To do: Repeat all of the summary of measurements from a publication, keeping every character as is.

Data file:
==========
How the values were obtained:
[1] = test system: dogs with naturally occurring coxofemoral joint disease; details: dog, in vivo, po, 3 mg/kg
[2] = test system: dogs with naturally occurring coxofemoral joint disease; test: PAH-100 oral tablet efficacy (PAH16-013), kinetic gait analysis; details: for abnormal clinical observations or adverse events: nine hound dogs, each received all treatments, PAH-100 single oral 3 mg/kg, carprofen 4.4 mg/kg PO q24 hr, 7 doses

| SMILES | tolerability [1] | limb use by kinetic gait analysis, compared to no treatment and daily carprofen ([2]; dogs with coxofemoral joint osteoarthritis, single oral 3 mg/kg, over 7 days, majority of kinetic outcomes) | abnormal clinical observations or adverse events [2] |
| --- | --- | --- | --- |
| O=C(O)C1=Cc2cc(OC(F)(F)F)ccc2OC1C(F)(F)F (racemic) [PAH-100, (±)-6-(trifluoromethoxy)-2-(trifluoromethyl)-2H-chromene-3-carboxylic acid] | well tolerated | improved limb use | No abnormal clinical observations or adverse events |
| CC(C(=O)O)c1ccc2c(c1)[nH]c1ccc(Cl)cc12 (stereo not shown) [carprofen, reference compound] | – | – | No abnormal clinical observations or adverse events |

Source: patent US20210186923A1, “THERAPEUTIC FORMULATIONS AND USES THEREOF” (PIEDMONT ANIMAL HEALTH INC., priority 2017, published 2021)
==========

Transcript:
How the values were obtained:
[1] = test system: dogs with naturally occurring coxofemoral joint disease; details: dog, in vivo, po, 3 mg/kg
[2] = test system: dogs with naturally occurring coxofemoral joint disease; test: PAH-100 oral tablet efficacy (PAH16-013), kinetic gait analysis; details: for abnormal clinical observations or adverse events: nine hound dogs, each received all treatments, PAH-100 single oral 3 mg/kg, carprofen 4.4 mg/kg PO q24 hr, 7 doses

| SMILES | tolerability [1] | limb use by kinetic gait analysis, compared to no treatment and daily carprofen ([2]; dogs with coxofemoral joint osteoarthritis, single oral 3 mg/kg, over 7 days, majority of kinetic outcomes) | abnormal clinical observations or adverse events [2] |
| --- | --- | --- | --- |
| O=C(O)C1=Cc2cc(OC(F)(F)F)ccc2OC1C(F)(F)F (racemic) [PAH-100, (±)-6-(trifluoromethoxy)-2-(trifluoromethyl)-2H-chromene-3-carboxylic acid] | well tolerated | improved limb use | No abnormal clinical observations or adverse events |
| CC(C(=O)O)c1ccc2c(c1)[nH]c1ccc(Cl)cc12 (stereo not shown) [carprofen, reference compound] | – | – | No abnormal clinical observations or adverse events |

Source: patent US20210186923A1, “THERAPEUTIC FORMULATIONS AND USES THEREOF” (PIEDMONT ANIMAL HEALTH INC., priority 2017, published 2021)